- A report by S&P Global Market Intelligence found that 134 publicly traded companies got access to $550.6 million of loans available to “small businesses” via the federal stimulus package.
- Ashford Hospitality Trust claimed the largest Paycheck Protection Program (PPP) loan, of $30.1 million, followed by Meritage Hospitality Group, which claimed $29.1 million.
- The PPP program’s $349 billion of aid for small businesses was exhausted by April 16, less than two weeks after it was rolled out.
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A new report released by S&P Global Market Intelligence found that 134 publicly traded companies got access to $550.6 million of federal stimulus loans for small business.
The report noted that Sen. Marco Rubio responded with a statement that his congressional committee would use subpoena power to conduct “aggressive oversight” of borrowers’ certifications. In addition, the report stated that on April 23, “the Treasury Department updated a guidance document to suggest that big public companies are unlikely to qualify for the loans.”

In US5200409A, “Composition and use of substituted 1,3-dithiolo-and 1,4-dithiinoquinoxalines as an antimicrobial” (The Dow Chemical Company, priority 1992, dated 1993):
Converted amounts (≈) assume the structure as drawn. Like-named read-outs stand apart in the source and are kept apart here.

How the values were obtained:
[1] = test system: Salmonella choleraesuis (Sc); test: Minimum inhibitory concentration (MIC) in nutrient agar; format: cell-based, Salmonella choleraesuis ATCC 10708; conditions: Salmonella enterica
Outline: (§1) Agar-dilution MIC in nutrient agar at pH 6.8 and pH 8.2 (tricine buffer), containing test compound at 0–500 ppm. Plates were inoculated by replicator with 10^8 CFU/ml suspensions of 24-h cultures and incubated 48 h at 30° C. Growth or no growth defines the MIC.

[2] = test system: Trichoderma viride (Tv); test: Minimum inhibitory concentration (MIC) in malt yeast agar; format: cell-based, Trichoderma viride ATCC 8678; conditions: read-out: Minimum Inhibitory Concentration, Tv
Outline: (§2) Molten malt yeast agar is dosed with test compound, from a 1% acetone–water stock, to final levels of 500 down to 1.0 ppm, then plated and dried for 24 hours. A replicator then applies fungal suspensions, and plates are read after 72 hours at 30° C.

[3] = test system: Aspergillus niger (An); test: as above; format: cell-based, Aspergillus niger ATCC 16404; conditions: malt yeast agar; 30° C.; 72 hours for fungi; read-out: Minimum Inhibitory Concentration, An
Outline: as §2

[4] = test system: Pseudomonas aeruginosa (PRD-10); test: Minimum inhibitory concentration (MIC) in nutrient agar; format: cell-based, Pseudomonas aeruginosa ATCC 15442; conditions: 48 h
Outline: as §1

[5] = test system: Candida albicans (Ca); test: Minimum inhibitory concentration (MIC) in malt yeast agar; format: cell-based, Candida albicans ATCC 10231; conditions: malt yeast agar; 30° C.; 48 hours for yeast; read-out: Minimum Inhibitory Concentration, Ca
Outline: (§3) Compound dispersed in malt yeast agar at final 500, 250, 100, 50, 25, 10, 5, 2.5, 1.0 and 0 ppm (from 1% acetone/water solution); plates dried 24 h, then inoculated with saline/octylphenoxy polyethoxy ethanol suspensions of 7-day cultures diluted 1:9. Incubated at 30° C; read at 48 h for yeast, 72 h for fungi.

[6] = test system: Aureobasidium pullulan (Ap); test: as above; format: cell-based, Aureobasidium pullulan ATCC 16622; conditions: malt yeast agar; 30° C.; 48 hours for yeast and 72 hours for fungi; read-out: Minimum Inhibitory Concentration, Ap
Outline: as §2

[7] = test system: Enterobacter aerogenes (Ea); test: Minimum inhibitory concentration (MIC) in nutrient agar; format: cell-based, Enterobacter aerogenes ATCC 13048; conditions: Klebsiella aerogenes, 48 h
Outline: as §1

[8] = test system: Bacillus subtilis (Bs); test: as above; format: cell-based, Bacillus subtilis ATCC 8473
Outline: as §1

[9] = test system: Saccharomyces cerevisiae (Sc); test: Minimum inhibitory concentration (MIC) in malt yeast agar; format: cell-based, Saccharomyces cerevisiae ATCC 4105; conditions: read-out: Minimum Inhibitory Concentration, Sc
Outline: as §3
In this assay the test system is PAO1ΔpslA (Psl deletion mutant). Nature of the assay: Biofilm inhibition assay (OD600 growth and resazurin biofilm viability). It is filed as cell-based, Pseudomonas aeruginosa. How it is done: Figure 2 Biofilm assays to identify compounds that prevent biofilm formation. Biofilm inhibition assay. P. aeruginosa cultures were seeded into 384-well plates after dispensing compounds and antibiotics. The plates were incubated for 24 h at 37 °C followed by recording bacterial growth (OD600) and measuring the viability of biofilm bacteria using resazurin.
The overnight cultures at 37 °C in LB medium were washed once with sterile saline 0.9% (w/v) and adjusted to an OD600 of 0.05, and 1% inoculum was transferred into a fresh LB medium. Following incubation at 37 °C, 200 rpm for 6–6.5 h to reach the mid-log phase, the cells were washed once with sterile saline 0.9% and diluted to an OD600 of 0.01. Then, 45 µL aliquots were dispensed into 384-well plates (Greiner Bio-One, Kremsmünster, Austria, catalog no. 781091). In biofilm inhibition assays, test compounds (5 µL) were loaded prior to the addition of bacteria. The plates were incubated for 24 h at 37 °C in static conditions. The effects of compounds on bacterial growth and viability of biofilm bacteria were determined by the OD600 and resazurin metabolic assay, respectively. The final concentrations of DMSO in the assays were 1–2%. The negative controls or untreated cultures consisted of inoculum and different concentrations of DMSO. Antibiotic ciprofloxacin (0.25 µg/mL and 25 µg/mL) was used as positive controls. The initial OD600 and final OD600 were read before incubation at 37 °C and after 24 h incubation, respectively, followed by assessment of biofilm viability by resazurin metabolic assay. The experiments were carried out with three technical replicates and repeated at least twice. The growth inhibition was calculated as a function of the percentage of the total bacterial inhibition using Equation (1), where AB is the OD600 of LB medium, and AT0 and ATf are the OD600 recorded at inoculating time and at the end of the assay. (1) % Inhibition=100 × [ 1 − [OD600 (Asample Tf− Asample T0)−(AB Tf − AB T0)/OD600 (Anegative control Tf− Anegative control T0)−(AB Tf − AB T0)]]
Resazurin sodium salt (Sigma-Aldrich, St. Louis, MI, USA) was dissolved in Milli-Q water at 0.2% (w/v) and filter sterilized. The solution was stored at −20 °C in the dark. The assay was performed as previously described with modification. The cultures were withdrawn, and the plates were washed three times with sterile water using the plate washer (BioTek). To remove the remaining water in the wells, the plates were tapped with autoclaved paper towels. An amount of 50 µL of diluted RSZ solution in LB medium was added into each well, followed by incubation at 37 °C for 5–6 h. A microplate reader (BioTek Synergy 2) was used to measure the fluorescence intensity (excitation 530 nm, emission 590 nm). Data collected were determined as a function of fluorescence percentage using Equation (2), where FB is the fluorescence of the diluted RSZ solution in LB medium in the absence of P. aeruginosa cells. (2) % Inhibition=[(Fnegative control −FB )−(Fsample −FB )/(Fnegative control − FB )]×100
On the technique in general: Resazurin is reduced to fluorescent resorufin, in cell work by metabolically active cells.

Ashford Hospitality Trust claimed the largest PPP loan, of $30.1 million, followed by Meritage Hospitality Group, which claimed $29.1 million. Ruth’s Hospitality Group also racked up a large loan, of $20 million.
Other publicly traded companies that received loans worth more than $10 million included Braemar Hotels & Resorts, which received $15.8 million, and J. Alexander’s Holdings, which received $15.1 million. In all, 13 public companies got loans worth at least $10 million apiece.
JPMorgan Chase processed $145.9 million worth of PPP loans for publicly traded companies — the most of any bank.
The report also noted that certification for the PPP loans differs from the SBA 7(a) program that predates the pandemic, which requires that all applicants state they can’t access credit elsewhere.
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For example, Shake Shack was widely criticized when it announced a $150 million equity raise around the same time it received a $10 million PPP loan. On April 20, the company announced that it would be returning the loan.
The initial $349 billion aid package for small businesses was exhausted by April 16, less than two weeks after being rolled out.